Sugar Maple (acer saccharum)
2 grams (approx 34 seeds) £1.35
5 grams (approx 85 seeds) £1.95
10 grams (approx 170 seeds) £3.65
25 grams (approx 425 seeds) £7.50
50 grams (approx 850 seeds) £12.50
100 grams (approx 1700 seeds £23.00
Please note that these seeds require a minimum of 12 weeks stratification before they will germinate. For a March 1st sowing this should begin around December 7th -further information detailed below
Use the drop down button below to select the seed quantity
Sugar maple is most abundant in the north eastern part of North America. Under optimal growing conditions it can attain heights in excess of 30 m (100 feet). Trees grown in the open have trunks that branch near the ground, forming crowns that spread 18-25 m (60-80) feet. In contrast, those found in shaded forest conditions normally develop clear, straight boles and narrow crowns.
Sugar maple trees average about 30 cm (1 foot) of height growth annually for the first 30 to 40 years. Hence a 30-year-old tree might be 15-20 cm (6 to 8 inches) in diameter and 9-11 m (30-35 feet) in height. After about 140 to 150 years, height growth ceases and radial growth slows greatly. Although rare, old-growth sugar maple stands can average 300 to 400 years in age.
Sugar maple can survive in a wide variety of soil types, but for maximum tree growth and sap production, soils should be deep, moist, and well drained. Areas generally not favorable to sugar maple establishment include swamps, dry sandy ridges, and thin rocky soils. The pH of soils supporting sugar maple ranges from 3.7 (strongly acidic) to 7.3 (slightly alkaline), but is most commonly found on soils with a pH of 5.5 to 7.3.
The bark on young trees is dark grey, but as the tree ages the bark develops rough vertical grooves and ridges (fissures) and may appear dark brown. On mature trees, the bark typically appears to have long plates that peel along the side edge.
The flowers of sugar maple are greenish yellow with long stalks appearing in drooping clusters and are pollinated by bees. Fruits that result from flower pollination usually mature in about 10 to 12 weeks and become ripe in September or October.
A sugar maple stand managed for the production of maple sap is commonly referred to as a sugar bush or sugar grove. The ideal tree in such a stand has special genetically and environmentally controlled characteristics that provide for a large amount of sweet sap to be produced annually. Most important of these characteristics is a large crown in which many leaves are exposed to direct sunlight. Sap flow is also enhanced by large stem diameters, which develop from wide, deep crowns. Hence open-grown trees with wide crowns favor high sap production rates.
Sugar maple has long been valued as a hardwood timber species because of the wood's hardness and resistance to shock. In early America, the wood was used for a variety of household items, including rolling pins, scoops, apple grinders, and cheese presses. Today its uses include lumber for general construction, flooring, furniture, cabinet work, and wooden ware. The high density of sugar maple wood makes it a popular fuel for home heating.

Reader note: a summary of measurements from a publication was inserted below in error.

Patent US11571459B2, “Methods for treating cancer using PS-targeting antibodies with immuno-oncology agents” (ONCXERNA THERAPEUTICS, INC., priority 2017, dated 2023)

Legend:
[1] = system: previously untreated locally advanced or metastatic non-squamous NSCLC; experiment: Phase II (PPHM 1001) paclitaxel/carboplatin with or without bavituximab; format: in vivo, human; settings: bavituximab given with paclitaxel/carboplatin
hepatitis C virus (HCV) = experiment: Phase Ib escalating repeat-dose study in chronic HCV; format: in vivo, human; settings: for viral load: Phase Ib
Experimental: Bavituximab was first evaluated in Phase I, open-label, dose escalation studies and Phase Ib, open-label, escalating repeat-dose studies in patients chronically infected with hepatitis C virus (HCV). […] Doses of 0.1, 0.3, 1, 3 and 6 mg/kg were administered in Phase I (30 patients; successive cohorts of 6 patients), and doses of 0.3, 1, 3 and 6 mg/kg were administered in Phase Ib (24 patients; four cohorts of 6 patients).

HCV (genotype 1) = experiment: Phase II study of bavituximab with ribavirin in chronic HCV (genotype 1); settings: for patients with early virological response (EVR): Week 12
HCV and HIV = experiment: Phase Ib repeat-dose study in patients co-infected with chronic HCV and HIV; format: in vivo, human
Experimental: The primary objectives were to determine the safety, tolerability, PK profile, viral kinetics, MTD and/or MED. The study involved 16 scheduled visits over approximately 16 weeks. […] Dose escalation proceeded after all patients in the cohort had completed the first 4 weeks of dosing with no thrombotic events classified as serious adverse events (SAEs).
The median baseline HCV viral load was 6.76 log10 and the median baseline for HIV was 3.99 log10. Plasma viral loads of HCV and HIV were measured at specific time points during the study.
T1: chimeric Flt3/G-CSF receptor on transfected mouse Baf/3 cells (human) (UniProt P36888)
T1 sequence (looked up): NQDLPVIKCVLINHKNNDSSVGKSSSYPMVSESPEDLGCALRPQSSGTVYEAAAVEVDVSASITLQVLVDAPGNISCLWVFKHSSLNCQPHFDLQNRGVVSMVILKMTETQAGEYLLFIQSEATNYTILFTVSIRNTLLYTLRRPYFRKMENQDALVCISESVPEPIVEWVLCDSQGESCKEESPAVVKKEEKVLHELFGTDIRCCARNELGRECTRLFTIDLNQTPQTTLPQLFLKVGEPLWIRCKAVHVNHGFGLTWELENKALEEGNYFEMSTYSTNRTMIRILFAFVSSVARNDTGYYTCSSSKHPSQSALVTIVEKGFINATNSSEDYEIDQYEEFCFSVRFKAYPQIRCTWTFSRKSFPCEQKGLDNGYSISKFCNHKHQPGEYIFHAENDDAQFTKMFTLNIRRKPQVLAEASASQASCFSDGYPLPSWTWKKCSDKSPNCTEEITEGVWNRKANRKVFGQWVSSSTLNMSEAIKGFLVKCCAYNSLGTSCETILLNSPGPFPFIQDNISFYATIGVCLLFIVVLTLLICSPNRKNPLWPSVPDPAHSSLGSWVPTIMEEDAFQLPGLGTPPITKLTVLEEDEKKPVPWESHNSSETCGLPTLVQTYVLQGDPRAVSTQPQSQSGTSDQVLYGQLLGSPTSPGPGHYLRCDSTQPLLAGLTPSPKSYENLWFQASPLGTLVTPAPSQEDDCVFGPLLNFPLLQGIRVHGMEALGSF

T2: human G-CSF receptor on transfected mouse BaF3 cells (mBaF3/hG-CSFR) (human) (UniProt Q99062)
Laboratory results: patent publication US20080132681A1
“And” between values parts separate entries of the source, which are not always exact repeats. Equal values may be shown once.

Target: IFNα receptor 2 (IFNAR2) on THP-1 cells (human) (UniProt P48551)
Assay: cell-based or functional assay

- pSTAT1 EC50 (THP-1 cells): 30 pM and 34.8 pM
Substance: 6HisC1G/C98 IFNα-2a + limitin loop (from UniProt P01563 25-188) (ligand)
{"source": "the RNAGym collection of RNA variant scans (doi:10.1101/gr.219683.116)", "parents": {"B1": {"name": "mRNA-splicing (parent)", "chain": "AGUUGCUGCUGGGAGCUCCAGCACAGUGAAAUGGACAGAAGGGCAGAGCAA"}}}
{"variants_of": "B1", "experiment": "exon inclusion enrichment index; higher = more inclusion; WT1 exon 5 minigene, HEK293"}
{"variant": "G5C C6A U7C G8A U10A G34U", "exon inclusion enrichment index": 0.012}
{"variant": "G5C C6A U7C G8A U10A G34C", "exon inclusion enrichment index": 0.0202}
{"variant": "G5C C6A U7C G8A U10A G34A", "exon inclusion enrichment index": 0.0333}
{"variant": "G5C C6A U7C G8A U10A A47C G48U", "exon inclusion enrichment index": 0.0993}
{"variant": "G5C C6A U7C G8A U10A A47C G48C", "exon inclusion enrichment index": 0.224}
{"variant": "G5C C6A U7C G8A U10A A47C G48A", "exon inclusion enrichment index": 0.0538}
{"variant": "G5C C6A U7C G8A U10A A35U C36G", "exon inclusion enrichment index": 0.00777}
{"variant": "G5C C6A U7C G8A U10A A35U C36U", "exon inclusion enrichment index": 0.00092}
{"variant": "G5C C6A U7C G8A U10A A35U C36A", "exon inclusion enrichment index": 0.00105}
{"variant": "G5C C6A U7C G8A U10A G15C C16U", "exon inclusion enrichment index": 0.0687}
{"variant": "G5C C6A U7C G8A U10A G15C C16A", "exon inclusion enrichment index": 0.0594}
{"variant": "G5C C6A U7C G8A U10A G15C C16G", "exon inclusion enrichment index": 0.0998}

Sugar maple is a popular ornamental tree because of its tolerance to shade, spreading form, and brilliant autumn foliage.
Germination, Sowing and After Care Information for
Sugar Maple (acer saccharum)
First prepare a free draining substrate into which the seeds are to be mixed, this can be a 50/50 mixture of compost and sharp sand, or perlite, vermiculite. The chosen substrate needs to be moist (but not wet), if you can squeeze water out of it with your hand it is too wet and your seeds may drown and die.
Mix the seeds into the substrate, making sure that their is enough volume of material to keep the seeds separated. Place the seed mixture into a clear plastic bag (freezer bags, especially zip-lock bags are very useful for this -provided a little gap is left in the seal for air exchange) If it is not a zip-lock type bag it needs to be loosely tied.
Write the date on the bag so that you know when the pre-treatment was started.
Next the seeds are required to undergo a cold period to break the dormancy, this is easily achieved by placing the bag of seeds and compost in the fridge at (4 Celsius or 39F) for around 12 weeks. It is quite possible for the seeds to germinate in the bag at these temperatures when they are ready to do so, if they do, just remove them from the bag and carefully plant them up.
When the period of pre-treatment has finished the seed should be ready to be planted. Small quantities can be sown in pots or seed trays filled with a good quality compost and cover them with a thin layer of compost no more than 1 cm deep. For larger quantities it is easiest to sow the seeds in a well prepared seedbed outdoors once the warm and cold pre-treatments have finished and wait for the seedlings to appear.
It has also been found that fluctuating pretreatment temperatures can give the best germination results and I have myself had excellent results by keeping the mixed seeds in a cold shed through the winter for the cold stage of their pretreatment and allowing the temperature to fluctuate naturally.
Do not expose newly sown seeds to high temperatures (above 25 Celsius). Keep the seedlings well watered and weed free.
Growth in the first year is usually between 10 and 40 cm depending on the time of germination and cultural techniques and developing seedlings are usually trouble free. Allow them to grow for 1 or 2 years before planting them in a permanent position.